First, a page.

Although parliamentary sovereignty cannot displace the honour of the Crown, its force as a constitutional principle must be given adequate weight to achieve an appropriate balance between these concepts. The flexibility inherent in the duty to consult doctrine should be used to account for the wider area of discretion that legislatures must be afforded in the legislative context. Since the content of the duty to consult depends heavily on the circumstances, there is no reason why the unique challenges raised in the legislative sphere cannot be addressed by the spectrum of consultation and accommodation duties. Further, not every legislative effort triggers the duty to consult — it is triggered only where the Crown, with knowledge of the potential existence of the Aboriginal right or title in question, contemplates enacting legislation that might adversely affect it.

The procedure and scope of remedies available where the government breaches its duty to consult in the law‑making process is also limited by the constitutional balance between the judiciary and the legislature. Institutional constraints in the legislative context require that applicants challenge existing legislation. It would unduly interfere with the legislative process to allow direct challenges to a legislature's procedure prior to the enactment of legislation. While it is not the role of the courts to dictate the procedures legislatures adopt, they may consider whether the chosen process accords with the special relationship between the Crown and Indigenous peoples. Challenging existing legislation on procedural grounds is not a novel proposition in Canadian law.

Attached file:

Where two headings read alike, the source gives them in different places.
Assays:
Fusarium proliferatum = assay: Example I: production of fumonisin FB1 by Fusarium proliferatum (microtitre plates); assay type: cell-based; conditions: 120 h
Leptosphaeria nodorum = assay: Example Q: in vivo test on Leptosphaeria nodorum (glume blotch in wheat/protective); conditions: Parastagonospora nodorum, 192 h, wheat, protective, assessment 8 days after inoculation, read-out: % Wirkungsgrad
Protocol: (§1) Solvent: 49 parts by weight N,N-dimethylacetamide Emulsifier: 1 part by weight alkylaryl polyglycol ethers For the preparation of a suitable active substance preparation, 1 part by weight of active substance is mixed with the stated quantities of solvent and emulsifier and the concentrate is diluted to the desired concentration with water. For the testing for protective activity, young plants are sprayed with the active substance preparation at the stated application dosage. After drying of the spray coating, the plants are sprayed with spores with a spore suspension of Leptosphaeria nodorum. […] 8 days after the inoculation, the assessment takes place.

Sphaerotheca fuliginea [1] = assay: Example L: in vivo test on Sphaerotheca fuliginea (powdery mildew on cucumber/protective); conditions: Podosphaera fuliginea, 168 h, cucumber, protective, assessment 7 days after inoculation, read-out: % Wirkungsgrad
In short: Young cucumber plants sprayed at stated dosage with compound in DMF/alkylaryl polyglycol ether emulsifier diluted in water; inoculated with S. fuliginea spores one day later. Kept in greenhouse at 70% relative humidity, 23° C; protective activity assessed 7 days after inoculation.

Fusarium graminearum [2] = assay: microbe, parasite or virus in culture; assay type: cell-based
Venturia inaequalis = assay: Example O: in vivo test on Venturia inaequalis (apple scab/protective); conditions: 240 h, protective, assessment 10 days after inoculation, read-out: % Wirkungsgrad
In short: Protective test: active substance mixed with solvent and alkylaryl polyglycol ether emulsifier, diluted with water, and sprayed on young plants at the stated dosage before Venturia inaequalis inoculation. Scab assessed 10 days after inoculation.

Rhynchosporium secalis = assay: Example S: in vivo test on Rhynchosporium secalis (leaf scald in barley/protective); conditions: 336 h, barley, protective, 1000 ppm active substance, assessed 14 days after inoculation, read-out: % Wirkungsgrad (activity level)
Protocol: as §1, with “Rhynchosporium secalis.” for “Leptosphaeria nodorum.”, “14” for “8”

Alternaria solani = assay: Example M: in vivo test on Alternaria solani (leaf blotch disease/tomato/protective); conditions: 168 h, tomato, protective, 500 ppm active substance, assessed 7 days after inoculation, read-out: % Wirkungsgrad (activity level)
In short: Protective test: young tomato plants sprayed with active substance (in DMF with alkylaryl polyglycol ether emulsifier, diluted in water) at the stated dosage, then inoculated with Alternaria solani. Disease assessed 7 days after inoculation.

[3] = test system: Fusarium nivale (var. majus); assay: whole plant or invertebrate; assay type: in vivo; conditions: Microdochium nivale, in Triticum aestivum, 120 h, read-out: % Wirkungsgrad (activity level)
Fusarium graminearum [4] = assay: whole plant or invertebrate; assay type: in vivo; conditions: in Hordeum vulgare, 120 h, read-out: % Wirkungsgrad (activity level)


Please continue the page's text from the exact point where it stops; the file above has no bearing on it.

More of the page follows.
A successful Haida Nation challenge will not, however, necessarily invalidate legislation. The duty to consult is about encouraging governments to consider their effects on Indigenous communities and consult proactively, and should not replace the Sparrow infringement and justification test or become a means by which legislation is routinely struck down. Without ruling out the possibility that in certain cases legislation enacted in breach of the duty to consult could be struck down, a declaration will generally be the appropriate remedy. This allows courts to shape the legal framework while respecting the constitutional role of another branch of government to act within those constraints. Therefore, an Indigenous group will be entitled to declaratory relief where the Crown has failed to consult during the process leading to the enactment of legislation that could adversely affect its interests.

Per Brown J.: There is agreement that the appeal should be dismissed on the grounds that the Federal Court did not have jurisdiction to consider the application for judicial review.